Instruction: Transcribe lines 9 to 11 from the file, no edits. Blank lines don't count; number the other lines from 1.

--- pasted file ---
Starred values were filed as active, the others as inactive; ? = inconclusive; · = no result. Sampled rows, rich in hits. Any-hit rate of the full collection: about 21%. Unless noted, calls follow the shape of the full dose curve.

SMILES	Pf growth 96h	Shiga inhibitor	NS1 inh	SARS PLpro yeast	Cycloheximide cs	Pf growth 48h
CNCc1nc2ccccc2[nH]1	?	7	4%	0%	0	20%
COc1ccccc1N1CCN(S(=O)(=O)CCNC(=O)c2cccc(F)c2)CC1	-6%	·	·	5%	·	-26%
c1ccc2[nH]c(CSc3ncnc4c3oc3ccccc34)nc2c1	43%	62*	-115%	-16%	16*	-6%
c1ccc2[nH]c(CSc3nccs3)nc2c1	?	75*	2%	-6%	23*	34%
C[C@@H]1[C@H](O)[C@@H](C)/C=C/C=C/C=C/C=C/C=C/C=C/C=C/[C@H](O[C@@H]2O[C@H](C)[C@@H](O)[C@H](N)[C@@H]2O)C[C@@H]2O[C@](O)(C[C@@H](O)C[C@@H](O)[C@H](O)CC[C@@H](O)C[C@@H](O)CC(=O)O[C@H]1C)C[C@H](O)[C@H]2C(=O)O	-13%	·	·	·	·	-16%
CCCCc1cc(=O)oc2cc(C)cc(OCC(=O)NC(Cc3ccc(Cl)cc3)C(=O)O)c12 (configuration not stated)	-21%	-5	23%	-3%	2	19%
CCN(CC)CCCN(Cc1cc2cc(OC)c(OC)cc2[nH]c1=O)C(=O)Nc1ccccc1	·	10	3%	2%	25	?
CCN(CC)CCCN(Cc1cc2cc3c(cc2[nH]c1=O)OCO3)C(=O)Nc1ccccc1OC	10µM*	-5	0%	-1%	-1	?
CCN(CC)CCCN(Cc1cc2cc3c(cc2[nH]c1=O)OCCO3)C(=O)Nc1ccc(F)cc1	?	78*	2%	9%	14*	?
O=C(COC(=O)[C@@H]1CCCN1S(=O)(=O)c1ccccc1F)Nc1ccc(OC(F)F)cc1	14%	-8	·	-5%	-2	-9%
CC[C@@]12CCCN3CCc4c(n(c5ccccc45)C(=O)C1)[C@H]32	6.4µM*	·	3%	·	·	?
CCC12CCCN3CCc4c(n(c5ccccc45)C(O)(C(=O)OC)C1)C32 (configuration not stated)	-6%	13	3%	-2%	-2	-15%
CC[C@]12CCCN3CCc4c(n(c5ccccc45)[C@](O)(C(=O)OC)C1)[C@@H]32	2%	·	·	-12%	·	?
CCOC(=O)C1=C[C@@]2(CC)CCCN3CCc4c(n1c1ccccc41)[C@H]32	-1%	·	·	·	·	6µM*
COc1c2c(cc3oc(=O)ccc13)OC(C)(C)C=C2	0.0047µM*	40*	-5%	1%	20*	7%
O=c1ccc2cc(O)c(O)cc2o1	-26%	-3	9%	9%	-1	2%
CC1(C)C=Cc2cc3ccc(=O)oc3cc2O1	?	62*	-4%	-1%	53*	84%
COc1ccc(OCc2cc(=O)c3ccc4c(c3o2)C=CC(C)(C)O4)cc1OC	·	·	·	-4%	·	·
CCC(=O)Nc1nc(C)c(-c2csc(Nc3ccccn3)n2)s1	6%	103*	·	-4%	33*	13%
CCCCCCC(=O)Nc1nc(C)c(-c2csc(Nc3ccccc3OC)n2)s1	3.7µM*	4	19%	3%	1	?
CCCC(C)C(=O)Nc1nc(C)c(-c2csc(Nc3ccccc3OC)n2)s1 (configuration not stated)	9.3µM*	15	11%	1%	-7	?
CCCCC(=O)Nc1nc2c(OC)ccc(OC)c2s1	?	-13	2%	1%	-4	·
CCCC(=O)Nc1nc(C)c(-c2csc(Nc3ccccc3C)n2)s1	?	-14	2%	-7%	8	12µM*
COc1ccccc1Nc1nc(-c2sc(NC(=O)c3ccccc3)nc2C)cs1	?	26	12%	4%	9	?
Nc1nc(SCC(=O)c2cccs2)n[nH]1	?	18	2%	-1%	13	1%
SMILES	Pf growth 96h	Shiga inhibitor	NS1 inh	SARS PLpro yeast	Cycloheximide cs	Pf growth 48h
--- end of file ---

CCN(CC)CCCN(Cc1cc2cc(OC)c(OC)cc2[nH]c1=O)C(=O)Nc1ccccc1	·	10	3%	2%	25	?
CCN(CC)CCCN(Cc1cc2cc3c(cc2[nH]c1=O)OCO3)C(=O)Nc1ccccc1OC	10µM*	-5	0%	-1%	-1	?
CCN(CC)CCCN(Cc1cc2cc3c(cc2[nH]c1=O)OCCO3)C(=O)Nc1ccc(F)cc1	?	78*	2%	9%	14*	?